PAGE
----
1. From an art perspective, the illustrative style was I thought compelling and fun with somewhat of an Aeon Flux feel. The pencils seem to be more loose rather than tight and precise like the technological themes the book surrounds itself with. It would seem that the choice of who would pencil the book was based upon getting the feel for the kind of society the story takes place within and the message the story resonates with, rather than the fact that the story takes place in an advanced society traveling through space. Is this take on the choice of artist on point or am I totally off the mark?

TIERNEY: We all formed the project together, filling it with our characters and ideas. So, it’s not necessarily a choice of artist, but more a desire to do something with friends who share similar tastes, have great ideas, and make art that’s super cool.

When it comes to illustrating, Afu always manages to capture the exact essence of what’s in the script, while making it infinitely more exciting through his mastery of action, detail, and design. My writing is very character-focused, and Afu is perfect at getting that sense of character across.

  1. Strictly from a creative perspective, was the artist given creative latitude when creating and designing things like Rell’s suit, Verdigris, Cityship Q, the cities on both sides of the ship, as well as Det’ Houva’s remains for instance, or was this a collaborative process?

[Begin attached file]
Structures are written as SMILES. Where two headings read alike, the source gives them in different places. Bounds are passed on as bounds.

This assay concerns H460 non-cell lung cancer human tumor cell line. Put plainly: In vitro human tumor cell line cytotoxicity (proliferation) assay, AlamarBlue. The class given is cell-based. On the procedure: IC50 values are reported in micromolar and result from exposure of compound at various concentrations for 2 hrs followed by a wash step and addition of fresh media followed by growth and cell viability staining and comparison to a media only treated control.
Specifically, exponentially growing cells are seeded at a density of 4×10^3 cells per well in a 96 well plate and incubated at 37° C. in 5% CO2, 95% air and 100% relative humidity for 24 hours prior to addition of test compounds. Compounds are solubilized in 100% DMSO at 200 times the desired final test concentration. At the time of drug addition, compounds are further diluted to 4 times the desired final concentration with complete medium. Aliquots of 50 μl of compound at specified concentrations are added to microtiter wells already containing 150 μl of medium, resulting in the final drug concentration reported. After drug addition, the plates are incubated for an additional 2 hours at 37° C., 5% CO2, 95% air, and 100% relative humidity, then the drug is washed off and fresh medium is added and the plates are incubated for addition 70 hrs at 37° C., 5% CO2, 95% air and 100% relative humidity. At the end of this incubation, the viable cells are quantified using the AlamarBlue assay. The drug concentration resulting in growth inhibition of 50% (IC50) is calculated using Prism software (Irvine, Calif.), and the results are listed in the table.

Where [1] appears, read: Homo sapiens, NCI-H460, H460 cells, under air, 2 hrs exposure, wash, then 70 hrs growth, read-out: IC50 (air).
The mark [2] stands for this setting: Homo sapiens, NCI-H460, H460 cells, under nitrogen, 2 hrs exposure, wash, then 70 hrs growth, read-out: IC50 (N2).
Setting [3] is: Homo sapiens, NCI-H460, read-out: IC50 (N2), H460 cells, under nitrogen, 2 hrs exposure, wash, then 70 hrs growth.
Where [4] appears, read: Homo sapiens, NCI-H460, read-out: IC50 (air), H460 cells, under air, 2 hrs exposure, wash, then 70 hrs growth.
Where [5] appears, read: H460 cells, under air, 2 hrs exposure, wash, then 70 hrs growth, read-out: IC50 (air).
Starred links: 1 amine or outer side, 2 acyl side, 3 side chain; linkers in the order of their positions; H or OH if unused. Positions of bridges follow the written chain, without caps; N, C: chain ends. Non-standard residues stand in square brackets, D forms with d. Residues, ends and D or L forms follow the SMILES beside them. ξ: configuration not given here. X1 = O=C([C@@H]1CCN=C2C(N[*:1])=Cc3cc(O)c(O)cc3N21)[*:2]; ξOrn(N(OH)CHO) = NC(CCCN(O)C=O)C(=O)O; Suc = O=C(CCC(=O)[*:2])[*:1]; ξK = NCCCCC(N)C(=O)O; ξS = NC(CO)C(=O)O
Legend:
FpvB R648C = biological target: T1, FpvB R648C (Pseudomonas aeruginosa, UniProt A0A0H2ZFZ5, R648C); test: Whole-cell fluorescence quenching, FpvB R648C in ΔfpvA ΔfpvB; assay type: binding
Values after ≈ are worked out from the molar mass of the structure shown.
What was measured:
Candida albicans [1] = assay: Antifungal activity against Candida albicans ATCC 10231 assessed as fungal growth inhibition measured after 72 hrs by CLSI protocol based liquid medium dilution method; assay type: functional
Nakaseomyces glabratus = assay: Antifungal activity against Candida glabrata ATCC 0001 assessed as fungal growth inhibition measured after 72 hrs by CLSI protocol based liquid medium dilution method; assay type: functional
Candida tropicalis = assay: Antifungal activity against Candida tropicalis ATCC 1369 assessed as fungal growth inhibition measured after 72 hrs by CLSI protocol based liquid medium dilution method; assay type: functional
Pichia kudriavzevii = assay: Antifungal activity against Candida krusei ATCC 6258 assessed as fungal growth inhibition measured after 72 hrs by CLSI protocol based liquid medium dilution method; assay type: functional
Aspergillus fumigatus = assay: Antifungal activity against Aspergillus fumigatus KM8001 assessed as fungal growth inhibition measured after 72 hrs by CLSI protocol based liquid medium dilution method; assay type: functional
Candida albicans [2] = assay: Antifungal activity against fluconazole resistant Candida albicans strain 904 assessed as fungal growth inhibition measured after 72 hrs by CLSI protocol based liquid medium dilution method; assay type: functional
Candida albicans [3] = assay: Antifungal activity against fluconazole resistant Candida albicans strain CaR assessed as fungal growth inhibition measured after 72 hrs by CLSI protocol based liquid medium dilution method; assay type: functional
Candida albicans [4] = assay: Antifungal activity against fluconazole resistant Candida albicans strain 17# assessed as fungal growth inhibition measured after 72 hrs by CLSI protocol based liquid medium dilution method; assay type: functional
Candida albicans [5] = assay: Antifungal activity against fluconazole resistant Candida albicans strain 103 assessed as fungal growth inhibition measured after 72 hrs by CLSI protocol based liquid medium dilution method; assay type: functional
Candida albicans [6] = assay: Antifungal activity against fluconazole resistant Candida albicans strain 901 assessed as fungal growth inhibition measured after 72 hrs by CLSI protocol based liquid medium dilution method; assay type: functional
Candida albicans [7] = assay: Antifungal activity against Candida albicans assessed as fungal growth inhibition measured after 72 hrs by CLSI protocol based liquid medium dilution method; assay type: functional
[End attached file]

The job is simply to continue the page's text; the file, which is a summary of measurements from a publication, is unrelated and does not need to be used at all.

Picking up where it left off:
TIERNEY: Afu and Giannis have full freedom with their designs. Characters like Rell, Mason, and Hale are collaborative designs between the two of them, sometimes with input from myself, like with Rell (I even tried an initial sketch of her suit in MS Paint, but we probably shouldn’t talk about that). Some characters are created from descriptions, as with Cityship Q. Some characters such as Verdigris were already fully created by Afu, and we have some of Giannis’s characters joining in.

Sometimes it feels like we all brought our action figures to the schoolyard and are making them team up and battle each other. It’s one of my favorite things about the project.

  1. How much of the story arc is already planned out and does the creative team have some kind of endgame where they envision the story going or is the overall game plan for Halogen still evolving?

TIERNEY: We have milestones planned out, but I like to keep what comes in between open, as it leaves room for fresh characters and ideas from each of us.

  1. How much fun was it for the creative team members to work on HaloGen with Archaia and BOOM! Studios?

TIERNEY: It’s been a fun learning process as we discover what works and what doesn’t. Rebecca Taylor and Whitney Leopard, our editors on HaloGen, have done a great job of getting in tune with the story and bringing out its more unique qualities.

Working on HaloGen in general has just been an unbelievable amount of fun. I’m thrilled with how the first issue has turned out and I hope readers will check it out! *

HaloGen”, is scheduled to hit newsstands March 4th, 2015, and promises to be out of this world!

Tye Bourdony is the co-owner of scifipulse.net as well as the U.S. based content editor for Sci Fi Pulse. Tye is also a Sci Fi cartoonist and creator of ‘The Lighter Side of Sci-Fi’, a mediator, deep space traveler, and the lead interstellar reporter for the Galactic Enquirer. He is also a graduate of the Barry University School of Law, SUNY Purchase and H.S. of Music & Art. Tye currently works in Florida’s 9th Circuit as the staff Family Mediator and has a regular self-published column in Sci Fi Magazine. You can visit Tye on facebook and at www.thelightersideofscifi.com or send your thoughts and story/article ideas to tyebscifipulseditor@aol.com.